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Egyptian parliament approves military intervention in Libya crisis

By News desk

After hours of deliberation, the Egyptian parliament has approved deployment of military personnel to Libya and end the activities of terrorists and militia groups that currently annexed some parts of the country.

The parliament’s approval came barely a week after the country’s President, Abdel-Fattah al-Sisi, threatened that Egypt would not stand idle if there was a threat to his neighbouring countries security including his country.

A sharp military escalation in Libya, where fighters led by eastern commander Khalifa Haftar have been battling the forces of the internationally recognised government, could risk igniting a direct conflict among the foreign powers that have poured in weapons and fighters violated the arms embargo.

Egypt, alongside the United Arab Emirates and Russia, backs Haftar, who abandoned an offensive on the capital last month after Turkey stepped up support for Tripoli.

The country has flown airstrikes on suspected militants in Libya since the toppling of Muammar Gaddafi in 2011 plunged the oil producer into chaos.

It has also supported Haftar, an ex-Gaddafi general, since 2014 when he assembled a force in eastern Libya, according to U.N. reports. But sending ground-combat troops would be a major escalation.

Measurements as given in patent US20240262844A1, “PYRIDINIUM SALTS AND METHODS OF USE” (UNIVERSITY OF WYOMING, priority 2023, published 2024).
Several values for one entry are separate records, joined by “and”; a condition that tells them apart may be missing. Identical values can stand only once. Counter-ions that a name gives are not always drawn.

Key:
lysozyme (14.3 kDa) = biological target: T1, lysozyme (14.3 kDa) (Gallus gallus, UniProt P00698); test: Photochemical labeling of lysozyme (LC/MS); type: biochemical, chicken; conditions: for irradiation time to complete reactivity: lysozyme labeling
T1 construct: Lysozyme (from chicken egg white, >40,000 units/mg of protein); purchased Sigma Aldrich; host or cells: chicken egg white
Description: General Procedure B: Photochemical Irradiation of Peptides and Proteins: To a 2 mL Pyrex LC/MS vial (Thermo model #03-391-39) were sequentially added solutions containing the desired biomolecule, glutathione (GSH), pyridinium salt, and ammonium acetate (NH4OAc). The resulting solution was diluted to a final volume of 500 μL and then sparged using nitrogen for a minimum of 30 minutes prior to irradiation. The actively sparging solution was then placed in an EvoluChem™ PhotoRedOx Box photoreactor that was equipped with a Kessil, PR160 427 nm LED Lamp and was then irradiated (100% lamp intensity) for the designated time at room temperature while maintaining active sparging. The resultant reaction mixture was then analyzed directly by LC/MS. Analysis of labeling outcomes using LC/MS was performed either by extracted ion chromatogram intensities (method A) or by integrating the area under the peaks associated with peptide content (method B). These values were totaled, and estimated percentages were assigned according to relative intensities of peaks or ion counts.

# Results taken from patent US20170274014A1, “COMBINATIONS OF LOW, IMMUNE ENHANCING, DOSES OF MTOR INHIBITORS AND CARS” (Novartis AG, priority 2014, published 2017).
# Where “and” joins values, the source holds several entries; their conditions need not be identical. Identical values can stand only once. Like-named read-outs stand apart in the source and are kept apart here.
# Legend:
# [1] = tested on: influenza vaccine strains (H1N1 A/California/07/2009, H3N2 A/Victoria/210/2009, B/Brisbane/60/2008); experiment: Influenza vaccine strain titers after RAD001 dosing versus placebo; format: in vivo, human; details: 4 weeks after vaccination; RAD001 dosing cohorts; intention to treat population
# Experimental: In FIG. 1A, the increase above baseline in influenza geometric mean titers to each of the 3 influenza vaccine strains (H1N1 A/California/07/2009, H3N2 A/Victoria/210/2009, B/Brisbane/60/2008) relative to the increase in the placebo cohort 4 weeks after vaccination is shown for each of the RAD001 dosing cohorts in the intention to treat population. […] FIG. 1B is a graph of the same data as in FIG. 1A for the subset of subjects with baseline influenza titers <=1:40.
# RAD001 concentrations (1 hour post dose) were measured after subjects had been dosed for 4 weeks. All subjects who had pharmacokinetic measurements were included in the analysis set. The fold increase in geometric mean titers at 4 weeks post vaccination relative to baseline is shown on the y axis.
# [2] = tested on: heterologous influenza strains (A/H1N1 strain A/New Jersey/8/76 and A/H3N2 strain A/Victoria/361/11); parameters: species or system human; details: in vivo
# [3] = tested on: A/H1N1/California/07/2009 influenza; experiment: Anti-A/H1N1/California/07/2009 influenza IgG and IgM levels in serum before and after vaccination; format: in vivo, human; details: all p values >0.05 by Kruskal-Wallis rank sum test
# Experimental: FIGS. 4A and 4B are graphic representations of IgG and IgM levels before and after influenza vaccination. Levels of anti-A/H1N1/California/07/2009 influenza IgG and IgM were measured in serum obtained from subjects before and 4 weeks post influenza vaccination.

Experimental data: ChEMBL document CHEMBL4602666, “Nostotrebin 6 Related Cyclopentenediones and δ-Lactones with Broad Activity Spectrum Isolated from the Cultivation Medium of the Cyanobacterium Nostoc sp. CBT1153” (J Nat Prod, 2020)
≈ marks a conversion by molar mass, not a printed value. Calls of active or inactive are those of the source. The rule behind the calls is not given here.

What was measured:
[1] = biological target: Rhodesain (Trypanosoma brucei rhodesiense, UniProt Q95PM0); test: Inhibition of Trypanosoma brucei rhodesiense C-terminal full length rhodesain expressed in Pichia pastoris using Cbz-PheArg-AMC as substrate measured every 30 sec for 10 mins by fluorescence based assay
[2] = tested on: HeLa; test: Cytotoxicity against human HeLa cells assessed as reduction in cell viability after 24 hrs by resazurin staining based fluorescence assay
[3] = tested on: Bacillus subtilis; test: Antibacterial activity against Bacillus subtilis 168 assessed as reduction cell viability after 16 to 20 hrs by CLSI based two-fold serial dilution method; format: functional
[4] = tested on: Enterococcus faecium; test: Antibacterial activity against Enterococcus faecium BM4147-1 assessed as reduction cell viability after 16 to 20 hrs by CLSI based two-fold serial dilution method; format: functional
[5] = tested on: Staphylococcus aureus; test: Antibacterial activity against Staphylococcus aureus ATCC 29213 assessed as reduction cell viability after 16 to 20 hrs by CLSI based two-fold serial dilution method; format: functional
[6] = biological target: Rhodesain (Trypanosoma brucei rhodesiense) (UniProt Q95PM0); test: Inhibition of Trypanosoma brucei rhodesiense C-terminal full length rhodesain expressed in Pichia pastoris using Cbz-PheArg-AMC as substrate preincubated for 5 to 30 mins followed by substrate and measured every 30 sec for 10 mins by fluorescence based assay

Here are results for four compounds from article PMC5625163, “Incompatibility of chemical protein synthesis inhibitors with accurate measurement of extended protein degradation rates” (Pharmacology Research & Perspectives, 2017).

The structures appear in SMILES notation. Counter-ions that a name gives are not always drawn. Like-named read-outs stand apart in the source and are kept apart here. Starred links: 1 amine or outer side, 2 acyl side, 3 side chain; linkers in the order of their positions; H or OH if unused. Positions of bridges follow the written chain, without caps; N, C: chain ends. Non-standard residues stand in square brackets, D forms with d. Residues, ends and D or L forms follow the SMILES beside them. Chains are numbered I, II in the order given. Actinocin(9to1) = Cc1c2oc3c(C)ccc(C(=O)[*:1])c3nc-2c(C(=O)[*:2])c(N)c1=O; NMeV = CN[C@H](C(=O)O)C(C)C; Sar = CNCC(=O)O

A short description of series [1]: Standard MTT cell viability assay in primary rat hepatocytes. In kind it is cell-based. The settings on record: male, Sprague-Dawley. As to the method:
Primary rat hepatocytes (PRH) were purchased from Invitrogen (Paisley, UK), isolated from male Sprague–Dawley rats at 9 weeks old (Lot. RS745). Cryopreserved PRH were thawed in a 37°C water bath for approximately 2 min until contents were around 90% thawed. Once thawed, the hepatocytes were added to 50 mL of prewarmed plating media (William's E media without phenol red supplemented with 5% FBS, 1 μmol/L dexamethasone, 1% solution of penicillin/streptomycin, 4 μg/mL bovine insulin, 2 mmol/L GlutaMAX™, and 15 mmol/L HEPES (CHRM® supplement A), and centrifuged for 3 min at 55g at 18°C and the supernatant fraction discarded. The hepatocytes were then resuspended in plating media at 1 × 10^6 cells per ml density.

The eastern-based Libyan parliament allied to Haftar asked Cairo this month to intervene militarily to counter Turkey, and its president welcomed Egypt’s move on Monday, a spokesman said.

The Egyptian parliament said on the vote supported by all present MPs that troops would be defending national security on the strategic western front against the work of armed criminal militias and foreign terrorist elements.

Although the parliament did not give details the last time Egypt sent ground troops abroad for combat was in 1991 in Kuwait as part of a U.S.-led coalition to drive out Iraqi troops.

Before the approval, the Egyptian president and his U.S. counterpart, Donald Trump, met on phone and agreed that there was a need for quick military intervention.

“The two leaders affirmed the need for immediate de-escalation in Libya, including through a ceasefire and progress on economic and political negotiations,” the White House said in a statement.

Through a statement, the White House added that Trump also had a phone conversation with French President, Emmanuel Macron, on the conflict and told Macron that the issue already exacerbated by presence of foreign forces and arms.

U.N. spokesman, Stephane Dujarric, while addressing newsmen said: “There is no military solution to the current crisis in Libya and there is need for an immediate ceasefire”.

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